09 Mar 2022

The next genaration of raspberries is coming according to Global Plant Genetics

321

In this interview for Fruitnet, Jamie Petchell presents the GPG/James Hutton offering and looks at how the industry might develop in the future.

The global area of raspberries has almost doubled since 1990 and is currently estimated at 125,000 hectares. Much of this area is devoted to processed products such as preserves, sweets and juices. Fresh production accounts for about 30% of the total area, but much more in terms of tonnes produced.

Plantations for the processing industry tend to be on a larger scale and employ traditional extensive production methods. Today, the fresh raspberry industry is almost all under sheltered growing structures, with much of it grown in intensive, high-density systems.

1
Jamie Petchell, Director of Global Plant Genetics

The key elements of these intensive systems, in addition to the protected growing facilities, include the use of high-quality potted longcane plants. This type of plant material allows high yields of excellent quality fruit, which is harvested about 90 days after planting.

Production in pots also significantly reduces the riskof disease in the crop, particularly soil-borne pathogens. In addition, the use of re-flowering primocane varieties means that two crops per year can be harvested from the same plantation.

FOUR NEW VARIETIES

At Global Plant Genetics, we work closely with the James Hutton raspberry breeding programme. In the recent past, we have brought to market four new varieties that, in combination, offer great quality and high yields in an extended harvest window.

The Skye raspberry variety is a true double-crop, early-dog variety that produces a lot in both spring and autumn. The quality of the fruit in terms of size, shelf life, colour and flavour is industry-leading. In addition, its low chilling requirements mean that it can be grown in a wide range of climates.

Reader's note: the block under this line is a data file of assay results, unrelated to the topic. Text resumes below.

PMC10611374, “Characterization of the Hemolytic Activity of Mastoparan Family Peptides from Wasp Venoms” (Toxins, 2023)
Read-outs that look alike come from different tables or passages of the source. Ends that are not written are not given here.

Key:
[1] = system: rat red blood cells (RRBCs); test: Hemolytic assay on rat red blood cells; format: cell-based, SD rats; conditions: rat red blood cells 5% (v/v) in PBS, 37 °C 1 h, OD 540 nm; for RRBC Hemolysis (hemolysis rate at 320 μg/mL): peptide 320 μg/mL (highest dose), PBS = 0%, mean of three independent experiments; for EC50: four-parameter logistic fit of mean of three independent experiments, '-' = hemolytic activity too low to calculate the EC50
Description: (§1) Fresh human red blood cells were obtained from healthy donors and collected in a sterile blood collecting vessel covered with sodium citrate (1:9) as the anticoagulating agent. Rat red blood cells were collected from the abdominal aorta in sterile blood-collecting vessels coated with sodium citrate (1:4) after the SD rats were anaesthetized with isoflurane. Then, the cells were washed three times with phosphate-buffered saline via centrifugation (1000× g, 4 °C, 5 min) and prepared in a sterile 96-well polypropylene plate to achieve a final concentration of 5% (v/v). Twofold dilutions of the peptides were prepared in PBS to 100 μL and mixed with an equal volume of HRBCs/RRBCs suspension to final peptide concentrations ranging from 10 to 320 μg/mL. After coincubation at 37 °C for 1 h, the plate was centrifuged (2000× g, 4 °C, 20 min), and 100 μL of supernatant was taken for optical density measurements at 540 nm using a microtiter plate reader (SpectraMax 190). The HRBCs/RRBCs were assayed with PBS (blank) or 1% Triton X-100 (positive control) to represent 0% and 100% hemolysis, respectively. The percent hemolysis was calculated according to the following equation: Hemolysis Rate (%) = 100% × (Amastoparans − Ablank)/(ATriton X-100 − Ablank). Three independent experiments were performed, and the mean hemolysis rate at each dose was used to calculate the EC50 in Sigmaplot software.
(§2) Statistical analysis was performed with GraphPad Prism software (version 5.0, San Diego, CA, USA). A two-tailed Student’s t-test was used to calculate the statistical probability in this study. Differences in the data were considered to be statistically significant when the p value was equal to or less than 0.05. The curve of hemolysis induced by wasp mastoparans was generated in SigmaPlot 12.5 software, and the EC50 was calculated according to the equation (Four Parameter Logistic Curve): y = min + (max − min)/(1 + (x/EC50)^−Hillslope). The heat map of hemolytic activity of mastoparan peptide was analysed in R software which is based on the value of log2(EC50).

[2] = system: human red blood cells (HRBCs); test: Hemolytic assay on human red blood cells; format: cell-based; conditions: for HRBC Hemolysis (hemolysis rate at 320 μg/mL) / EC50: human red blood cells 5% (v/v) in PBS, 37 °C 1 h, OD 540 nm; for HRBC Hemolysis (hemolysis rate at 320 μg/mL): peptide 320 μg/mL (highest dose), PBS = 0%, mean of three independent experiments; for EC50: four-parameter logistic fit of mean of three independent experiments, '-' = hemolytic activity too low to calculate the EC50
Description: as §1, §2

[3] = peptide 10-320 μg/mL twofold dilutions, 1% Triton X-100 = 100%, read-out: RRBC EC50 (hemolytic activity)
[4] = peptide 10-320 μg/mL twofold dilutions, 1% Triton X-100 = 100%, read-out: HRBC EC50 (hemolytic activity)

1
Skye

Lewis or Bonnie Lewis, as it is known in the USA, is a true primocane type that produces early in the primocane season, matching Skye perfectly in that harvest window. It also has excellent fruit quality, with exceptional flavour and excellent shelf life. Lewis can also be grown to have two crops, and it is in his floricane crop where Brix levels have been recorded at 14%.

1
Lewis

Glen Mor is a low-temperature floricane type that also has the special feature of producing top fruit late in the early season. This variety is the first to be released from the breeding programme with the Rub118b genetic marker, which gives resistance to raspberry root rot, Phytophthora Rubi. In addition, the variety has an early harvest season and excellent fruit quality, including size, colour, shape, shelf life and flavour.

1
Glen Mor

Glen Carron is the fourth raspberry in this programme represented by Global Plant Genetics. It is a highly chilled floricane variety that is particularly suited to long-cane production methods. It is harvested at the beginning of the summer season and has an outstanding fruit yield. In addition, the fruit quality is excellent and Glen Carron consistently ranks among the best in taste panels.

1
Glen Carron

WHAT WILL THE RASPBERRIES OF THE FUTURE LOOK LIKE

Raspberry breeding has developed significantly over the last decade and any new product is now expected to be able to withstand the rigours of the modern supply chain. This means that shelf life is almost unrecognisable compared to the varieties popular at the turn of the century.

What's next for raspberry selection in terms of fruit quality? Now that consumers expect and generally receive a good quality product on retailers' shelves, one area that could be further explored is that of flavour.

The flavour of raspberries can be a divisive topic. Traditionalists often prefer a bit of bite and acidity in their raspberries and we certainly hear less of that with some modern varieties. Younger palates may prefer sweeter berries, as with other crops and foods. What is certain is that modern breeding techniques will allow the development of either or both much more quickly than in the past.

Genetic markers, such as those in the Glen Mor cultivar, could be developed for a whole range of other traits in new raspberry varieties. We expect them to become much more important in the selection of future raspberries.

New markers in terms of fruit size, shelf life, yield metrics and, indeed, flavour could be developed in the near future. This would mean that the best varieties in all these aspects could be developed much faster than using traditional breeding techniques.

Source: Fruitnet
Fruitnet is part of the NCX Media network

NCX Media network


Potrebbe interessarti anche